It was lauded as “the biggest shake-up in high street banking in a generation”, but today the Co-operative Bank has revealed that it is pulling out of a deal to buy 632 branches owned by Lloyds Banking Group.
The Co-op had initially revealed its intentions to take on the extra 4.8 million customers in July last year. It would do so by purchasing Verde – the working name for a new bank that Lloyds had planned to launch later this year.
But it has been announced this morning that the £350m deal – which would have increased the Co-op’s market share from 1% to 7% – had fallen through.
The BBC’s business editor Robert Peston claims the events could signal an end to the Co-op Group’s 141-year foray into banking. Incoming chief executive Euan Sutherland, who replaces current incumbent Peter Marks on May 1, will review the group’s structure upon his arrival, and Peston says there is a “possibility it will get out of the [banking] business in an orderly way”.
The decision to scrap the transaction comes a month after the publication of the Co-op Group’s annual report, in which it revealed it had made losses after what it described as a “challenging” 2012.
Meanwhile, the Co-op Bank – a mutually-owned bank that is often regarded as the alternative sector’s highest-profile player, and featured in Blue & Green Tomorrow’s Guide to Sustainable Banking 2012 – was fined £113,300 in January for delaying payment protection insurance (PPI) complaints.
Speaking about the decision to abandon plans to take on the Verde stream of Lloyds branches, Marks said, “Against the backdrop of the current economic environment, the worsened outlook for economic growth and the increasing regulatory requirements on the financial services sector in general, the Verde transaction would not currently deliver a suitable return for our members within a reasonable timeframe and with an acceptable level of risk.”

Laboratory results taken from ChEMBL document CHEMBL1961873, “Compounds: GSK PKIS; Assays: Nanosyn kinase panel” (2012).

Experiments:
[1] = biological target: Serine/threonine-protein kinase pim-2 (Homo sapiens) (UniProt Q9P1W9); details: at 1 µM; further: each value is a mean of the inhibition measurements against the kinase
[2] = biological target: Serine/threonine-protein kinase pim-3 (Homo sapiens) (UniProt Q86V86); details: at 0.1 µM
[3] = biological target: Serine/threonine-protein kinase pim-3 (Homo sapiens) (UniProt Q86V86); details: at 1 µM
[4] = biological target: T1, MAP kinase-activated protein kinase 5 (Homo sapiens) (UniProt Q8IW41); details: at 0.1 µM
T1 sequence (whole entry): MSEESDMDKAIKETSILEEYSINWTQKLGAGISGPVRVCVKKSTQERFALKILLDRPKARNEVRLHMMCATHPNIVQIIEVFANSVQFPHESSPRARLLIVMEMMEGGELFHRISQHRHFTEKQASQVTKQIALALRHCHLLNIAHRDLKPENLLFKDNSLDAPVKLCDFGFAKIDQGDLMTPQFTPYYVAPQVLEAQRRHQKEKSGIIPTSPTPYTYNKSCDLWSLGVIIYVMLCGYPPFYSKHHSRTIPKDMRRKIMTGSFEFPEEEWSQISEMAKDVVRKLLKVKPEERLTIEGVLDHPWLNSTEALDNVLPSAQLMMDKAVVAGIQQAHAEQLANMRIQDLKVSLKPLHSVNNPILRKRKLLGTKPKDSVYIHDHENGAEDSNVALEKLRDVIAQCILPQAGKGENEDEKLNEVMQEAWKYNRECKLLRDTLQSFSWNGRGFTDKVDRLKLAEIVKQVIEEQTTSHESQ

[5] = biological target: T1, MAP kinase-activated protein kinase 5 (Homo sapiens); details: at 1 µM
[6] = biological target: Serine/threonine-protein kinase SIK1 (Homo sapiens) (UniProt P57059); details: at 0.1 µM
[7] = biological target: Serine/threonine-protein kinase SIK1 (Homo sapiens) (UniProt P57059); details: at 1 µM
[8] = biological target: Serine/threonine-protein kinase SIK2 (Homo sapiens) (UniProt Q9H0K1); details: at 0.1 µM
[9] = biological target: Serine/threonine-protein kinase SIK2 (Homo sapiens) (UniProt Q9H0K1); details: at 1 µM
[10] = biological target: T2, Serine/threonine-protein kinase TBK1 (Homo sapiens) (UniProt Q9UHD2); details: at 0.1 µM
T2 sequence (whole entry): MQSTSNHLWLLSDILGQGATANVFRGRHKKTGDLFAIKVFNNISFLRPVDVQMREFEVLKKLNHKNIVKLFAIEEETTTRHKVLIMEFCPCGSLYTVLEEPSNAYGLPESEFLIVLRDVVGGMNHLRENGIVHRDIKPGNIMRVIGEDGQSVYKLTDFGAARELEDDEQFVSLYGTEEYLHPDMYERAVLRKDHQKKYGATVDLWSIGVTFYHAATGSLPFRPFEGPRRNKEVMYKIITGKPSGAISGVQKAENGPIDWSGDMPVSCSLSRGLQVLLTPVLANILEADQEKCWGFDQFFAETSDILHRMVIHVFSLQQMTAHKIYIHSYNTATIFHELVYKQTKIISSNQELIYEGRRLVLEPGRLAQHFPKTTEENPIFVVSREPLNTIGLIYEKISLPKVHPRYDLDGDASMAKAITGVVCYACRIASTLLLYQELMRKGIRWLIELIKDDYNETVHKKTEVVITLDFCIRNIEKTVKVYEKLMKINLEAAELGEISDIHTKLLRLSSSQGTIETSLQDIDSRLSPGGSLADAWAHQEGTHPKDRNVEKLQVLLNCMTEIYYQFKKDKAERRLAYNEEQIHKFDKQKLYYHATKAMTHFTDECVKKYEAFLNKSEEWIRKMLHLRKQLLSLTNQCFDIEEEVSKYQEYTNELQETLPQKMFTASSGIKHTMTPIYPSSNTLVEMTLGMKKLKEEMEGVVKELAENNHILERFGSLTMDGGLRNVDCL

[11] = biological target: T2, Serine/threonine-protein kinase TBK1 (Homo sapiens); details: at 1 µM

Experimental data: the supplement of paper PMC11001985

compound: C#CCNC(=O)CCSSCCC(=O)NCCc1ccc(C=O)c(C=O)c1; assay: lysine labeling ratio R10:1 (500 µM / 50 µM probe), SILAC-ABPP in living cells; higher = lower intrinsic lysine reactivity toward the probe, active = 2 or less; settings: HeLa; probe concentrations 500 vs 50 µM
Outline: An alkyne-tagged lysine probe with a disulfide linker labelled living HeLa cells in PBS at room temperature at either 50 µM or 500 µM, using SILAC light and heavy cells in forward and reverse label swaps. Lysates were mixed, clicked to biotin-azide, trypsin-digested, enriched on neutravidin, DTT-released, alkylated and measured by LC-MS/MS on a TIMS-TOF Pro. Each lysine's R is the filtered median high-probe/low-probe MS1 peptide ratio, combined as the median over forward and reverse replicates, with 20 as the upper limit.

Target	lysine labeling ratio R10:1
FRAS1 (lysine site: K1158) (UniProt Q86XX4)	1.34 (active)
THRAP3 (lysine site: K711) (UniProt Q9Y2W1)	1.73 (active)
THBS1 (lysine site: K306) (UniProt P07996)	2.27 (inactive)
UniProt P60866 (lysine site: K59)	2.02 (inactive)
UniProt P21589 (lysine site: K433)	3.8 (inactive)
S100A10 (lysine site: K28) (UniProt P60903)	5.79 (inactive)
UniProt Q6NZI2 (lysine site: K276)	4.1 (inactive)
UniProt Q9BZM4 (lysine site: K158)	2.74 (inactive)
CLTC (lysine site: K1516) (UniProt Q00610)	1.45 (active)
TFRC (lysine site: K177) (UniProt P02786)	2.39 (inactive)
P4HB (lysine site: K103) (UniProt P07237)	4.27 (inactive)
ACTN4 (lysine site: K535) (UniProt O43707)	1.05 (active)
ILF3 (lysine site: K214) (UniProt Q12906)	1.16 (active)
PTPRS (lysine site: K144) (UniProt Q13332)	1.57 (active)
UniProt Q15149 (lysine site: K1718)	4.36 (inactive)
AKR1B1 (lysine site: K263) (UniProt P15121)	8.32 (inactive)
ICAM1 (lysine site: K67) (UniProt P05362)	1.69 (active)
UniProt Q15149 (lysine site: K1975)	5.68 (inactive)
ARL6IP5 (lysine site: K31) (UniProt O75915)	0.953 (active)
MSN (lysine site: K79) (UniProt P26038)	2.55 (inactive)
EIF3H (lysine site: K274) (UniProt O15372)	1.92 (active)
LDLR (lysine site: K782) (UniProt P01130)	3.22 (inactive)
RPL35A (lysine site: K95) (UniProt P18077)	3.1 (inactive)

António Horta-Osório, chief executive of Lloyds Banking Group, said he was “disappointed” that a deal could not be reached.
The 632 branches, made up of Lloyds TSB and Cheltenham & Gloucester offices, will instead be floated separately on the stock market as TSB Bank, which Lloyds is now planning on launching as a subsidiary in the summer.
The Verde deal would have helped the Co-op bring ethical banking to the mainstream, while also providing greater competition on the high street. Its collapse has therefore disappointed campaigners.
“It’s a really bad day when the only banks that can thrive in our economy are those that have broken the laws and deceived their customers”, said Laura Willoughby, chief executive of Move Your Money.
“The Co-op is loved by its customers and evidence shows that more and more people are switching to it and other ethical banks. It would be foolish to slam the door in its own face just when things are getting interesting.”
She added, “The government should be supporting the challenger banks like the Co-op to compete with the big 5. Meanwhile its the taxpayer that foots the bill as this drawn out bidding tender has hit the rocks.”
Lloyds revealed in March that it had made a £570m loss in 2012 – primarily because of the £3.6 billion it was forced to set aside for PPI mis-selling. Nonetheless, it still paid Horta-Osório a bonus of over £1.4m.
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